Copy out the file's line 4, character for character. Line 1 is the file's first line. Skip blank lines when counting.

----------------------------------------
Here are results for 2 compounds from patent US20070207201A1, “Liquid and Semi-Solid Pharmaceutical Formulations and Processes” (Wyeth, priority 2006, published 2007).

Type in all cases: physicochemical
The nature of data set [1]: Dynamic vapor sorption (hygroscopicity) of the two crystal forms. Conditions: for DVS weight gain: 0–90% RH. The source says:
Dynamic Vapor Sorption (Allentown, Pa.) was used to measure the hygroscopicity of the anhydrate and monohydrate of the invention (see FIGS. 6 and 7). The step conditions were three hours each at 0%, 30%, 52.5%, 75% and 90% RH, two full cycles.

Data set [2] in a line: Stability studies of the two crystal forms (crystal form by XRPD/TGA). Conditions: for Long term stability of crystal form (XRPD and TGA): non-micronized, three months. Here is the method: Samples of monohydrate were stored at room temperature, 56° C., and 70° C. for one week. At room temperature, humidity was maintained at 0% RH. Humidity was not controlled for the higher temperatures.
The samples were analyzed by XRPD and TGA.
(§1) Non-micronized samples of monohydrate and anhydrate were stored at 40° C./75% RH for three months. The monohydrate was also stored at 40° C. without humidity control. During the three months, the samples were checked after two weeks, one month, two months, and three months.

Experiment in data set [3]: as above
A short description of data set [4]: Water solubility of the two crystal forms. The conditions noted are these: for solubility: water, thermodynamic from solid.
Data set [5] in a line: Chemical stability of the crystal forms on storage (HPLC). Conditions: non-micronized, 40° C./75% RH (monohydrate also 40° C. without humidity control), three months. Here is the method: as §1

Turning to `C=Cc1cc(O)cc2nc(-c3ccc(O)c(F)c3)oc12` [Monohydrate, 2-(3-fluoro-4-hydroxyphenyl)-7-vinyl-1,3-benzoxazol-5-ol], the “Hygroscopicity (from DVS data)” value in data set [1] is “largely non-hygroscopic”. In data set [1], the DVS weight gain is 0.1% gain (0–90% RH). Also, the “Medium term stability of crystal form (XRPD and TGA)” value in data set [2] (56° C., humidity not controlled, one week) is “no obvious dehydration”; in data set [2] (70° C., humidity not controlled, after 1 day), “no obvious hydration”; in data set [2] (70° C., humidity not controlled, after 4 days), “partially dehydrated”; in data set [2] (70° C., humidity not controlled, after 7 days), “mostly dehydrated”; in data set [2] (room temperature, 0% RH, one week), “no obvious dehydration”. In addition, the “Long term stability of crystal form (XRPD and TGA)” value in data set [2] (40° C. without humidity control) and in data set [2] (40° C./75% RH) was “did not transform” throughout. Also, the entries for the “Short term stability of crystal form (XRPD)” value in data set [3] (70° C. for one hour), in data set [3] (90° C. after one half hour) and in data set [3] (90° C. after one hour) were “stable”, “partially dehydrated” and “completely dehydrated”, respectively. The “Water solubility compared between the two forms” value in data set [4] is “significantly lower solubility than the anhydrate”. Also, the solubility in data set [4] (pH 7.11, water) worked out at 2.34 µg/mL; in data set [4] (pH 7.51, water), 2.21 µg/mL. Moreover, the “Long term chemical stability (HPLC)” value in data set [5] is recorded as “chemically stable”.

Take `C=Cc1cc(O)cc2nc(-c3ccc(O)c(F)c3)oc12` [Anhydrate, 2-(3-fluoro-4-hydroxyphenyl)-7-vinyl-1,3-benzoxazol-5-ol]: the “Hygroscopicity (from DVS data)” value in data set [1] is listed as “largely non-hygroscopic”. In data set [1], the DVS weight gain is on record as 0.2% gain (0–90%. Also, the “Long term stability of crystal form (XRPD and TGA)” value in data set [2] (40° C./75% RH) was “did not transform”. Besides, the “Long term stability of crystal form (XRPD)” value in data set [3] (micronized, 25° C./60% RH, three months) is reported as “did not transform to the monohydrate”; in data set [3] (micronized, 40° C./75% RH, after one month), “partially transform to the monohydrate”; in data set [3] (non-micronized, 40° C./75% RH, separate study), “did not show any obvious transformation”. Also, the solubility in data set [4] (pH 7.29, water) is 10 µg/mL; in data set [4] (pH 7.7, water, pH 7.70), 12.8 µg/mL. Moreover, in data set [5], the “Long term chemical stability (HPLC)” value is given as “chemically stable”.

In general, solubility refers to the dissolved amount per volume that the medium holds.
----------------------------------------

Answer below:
Dynamic Vapor Sorption (Allentown, Pa.) was used to measure the hygroscopicity of the anhydrate and monohydrate of the invention (see FIGS. 6 and 7). The step conditions were three hours each at 0%, 30%, 52.5%, 75% and 90% RH, two full cycles.